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Catalysts and competition for Lexaria Bioscience (CSE: LXX)



QUESTION: “I have a modest portfolio that includes the companies you’ve recommended. My question is about Lexaria (CSE: LXX) (OTCQX: LXRP). I read your interview with CEO Chris Bunka in your newsletter recently and it got me thinking. Some of the companies you’ve favored have some reasonably clear tailwinds. Sunniva, for example, has a state of the art facility being built.


LXRP has the agreement with Altria (NYSE: MO) but what other catalysts do you see in the months or years ahead? I don’t follow the bioscience space that much but LXRP is very much in the space where approval, adoption, and use of patented products rules the day. I also read the 10Q’s which discuss competition. What is your general evaluation for competition in the rapid absorption space? It seems like this will be a highly competitive concept that would see pressure from many angles.


Will you talk about your view on upcoming catalysts and competition for LXRP?”


A.G. from Chicago, IL


ANSWER: Here is my take from what Chris Bunka had to say. A few days after the interview, I attended the LXRP Annual Meeting, met a number of their employees and had a tour of the new lab they have built in Kelowna. So perhaps I have a few more nuances I can share.


The Altria agreement gives them exclusive use of LXRP’s DehydraTECH™ in the United States for oral delivery of nicotine. That is a fairly narrow definition. So I think another major development could be in nicotine delivery outside of the United States.[1] Putting on my analyst’s hat, LXRP was talking to other major tobacco companies before the Altria deal so it seems logical to think those contacts and their interest is still out there. In addition, the Altria Project will produce significant amounts of information that LXRP can add to its knowledge base.


It also leaves open the application of LXRP’s technology for many other uses including:

  • cannabis that was my original interest;

  • hemp that LXRP has been working with for several years that has really come to the forefront since the passing of the Farm Bill in the U.S. late last year;

  • non-steroidal anti-inflammatory drugs (NSAIDS) such as aspirin and ibuprofen that is used in Advil and Motrin;

  • vitamins;

  • estrogen and testosterone hormone treatments;

  • PDE5 inhibitors best known by commercial names such as Viagra or Cialis;

  • Any other applications that may be identified.


Of these groups, several of the possibilities have greater revenue potential than cannabis applications. In other words, there is a long list of potential catalysts or drivers for Lexaria going down the road that include cannabis applications and are potentially larger in terms of future revenue generation.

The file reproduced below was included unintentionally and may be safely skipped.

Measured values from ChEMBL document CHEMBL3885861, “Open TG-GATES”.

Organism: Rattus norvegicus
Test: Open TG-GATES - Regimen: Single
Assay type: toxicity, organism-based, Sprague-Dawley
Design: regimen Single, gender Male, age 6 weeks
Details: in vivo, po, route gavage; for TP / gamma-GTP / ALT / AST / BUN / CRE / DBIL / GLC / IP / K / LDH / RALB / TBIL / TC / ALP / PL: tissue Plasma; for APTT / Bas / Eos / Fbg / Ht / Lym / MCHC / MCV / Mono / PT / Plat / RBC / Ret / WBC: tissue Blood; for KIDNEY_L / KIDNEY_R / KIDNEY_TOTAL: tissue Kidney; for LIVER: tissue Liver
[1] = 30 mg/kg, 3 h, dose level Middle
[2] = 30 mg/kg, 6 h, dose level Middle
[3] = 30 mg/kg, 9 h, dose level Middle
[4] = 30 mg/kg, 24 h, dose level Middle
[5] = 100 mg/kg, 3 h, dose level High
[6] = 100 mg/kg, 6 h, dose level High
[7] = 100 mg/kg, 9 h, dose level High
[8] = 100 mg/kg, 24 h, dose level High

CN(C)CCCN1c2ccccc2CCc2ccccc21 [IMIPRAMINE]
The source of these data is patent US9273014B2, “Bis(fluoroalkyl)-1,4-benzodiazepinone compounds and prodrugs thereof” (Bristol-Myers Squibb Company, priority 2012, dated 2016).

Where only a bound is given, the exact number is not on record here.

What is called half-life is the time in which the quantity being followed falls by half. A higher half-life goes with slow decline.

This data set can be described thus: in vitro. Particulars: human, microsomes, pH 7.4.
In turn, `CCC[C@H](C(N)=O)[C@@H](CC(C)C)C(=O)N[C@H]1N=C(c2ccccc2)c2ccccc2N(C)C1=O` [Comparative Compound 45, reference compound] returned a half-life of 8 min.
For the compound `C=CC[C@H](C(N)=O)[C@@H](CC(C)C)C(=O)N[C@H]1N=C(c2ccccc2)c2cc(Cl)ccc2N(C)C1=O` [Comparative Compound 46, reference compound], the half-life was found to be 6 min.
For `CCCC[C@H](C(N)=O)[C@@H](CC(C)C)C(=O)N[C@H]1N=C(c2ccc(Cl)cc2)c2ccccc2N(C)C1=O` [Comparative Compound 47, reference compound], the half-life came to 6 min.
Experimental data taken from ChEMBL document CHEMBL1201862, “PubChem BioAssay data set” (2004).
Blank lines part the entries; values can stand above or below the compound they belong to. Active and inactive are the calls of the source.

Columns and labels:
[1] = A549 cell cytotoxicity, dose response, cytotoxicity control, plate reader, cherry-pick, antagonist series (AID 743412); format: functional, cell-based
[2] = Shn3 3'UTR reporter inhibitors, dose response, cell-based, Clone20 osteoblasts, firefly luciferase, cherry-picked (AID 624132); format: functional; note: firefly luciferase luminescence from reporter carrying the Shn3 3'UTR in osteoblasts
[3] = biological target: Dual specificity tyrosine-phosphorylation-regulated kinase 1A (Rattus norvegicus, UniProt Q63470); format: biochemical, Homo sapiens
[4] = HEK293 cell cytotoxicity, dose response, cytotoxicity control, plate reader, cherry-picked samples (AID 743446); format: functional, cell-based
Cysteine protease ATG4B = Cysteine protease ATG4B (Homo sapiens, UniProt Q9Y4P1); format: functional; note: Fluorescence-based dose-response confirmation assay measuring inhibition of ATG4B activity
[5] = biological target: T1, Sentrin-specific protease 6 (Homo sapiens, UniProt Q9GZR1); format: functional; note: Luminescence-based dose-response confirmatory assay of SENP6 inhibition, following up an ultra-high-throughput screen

I would like to mention one new product LXRP has recently introduced that I think has exciting potential. The product is ChrgD+ that is a water-soluble, hemp supplement powder. The size of a fast food restaurant sugar packet, ChrgD+ delivers hemp oil into any beverage hot or cold. In effect, whether you prefer Coke over Pepsi or a Corona over a Bud, ChargD+ will deliver hemp oil from the beverage of your choice using LXRP’s DehydraTECH™ technology. It is virtually odorless and tasteless and has no oily residue. ChrgD+ has only been available in stores for a few weeks but I think the potential for the product is significant enough to qualify it as a possible catalyst.


In terms of competition, I would like to make two points:

  1. When you’re talking about companies of the size of Altria (Philip Morris cigarettes in the U.S.), Pfizer (Advil) or Eli Lilly (Cialis), it’s all about science. Companies of this size don’t make decisions on hopes and promises. They require scientific proof. LXRP has made significant additions to its base of scientific knowledge over the years and its DehydraTECH™ technology has received ten patents in the U.S. and Australia and has patents pending in over 40 countries around the world. Also, there has been a lot of discussion about nanotechnology lately. This is an old technology and the original patents have started to run out. You can buy a nanotechnology machine from Amazon for as little as around five thousand dollars. I doubt nanotechnology applications add much value to major companies like these. This has a significant bearing in reducing the perception of the competition that LXRP faces in marketing its technology. DehydraTECH™ may not satisfy every application but for those it does, I think it will evolve as the way to go.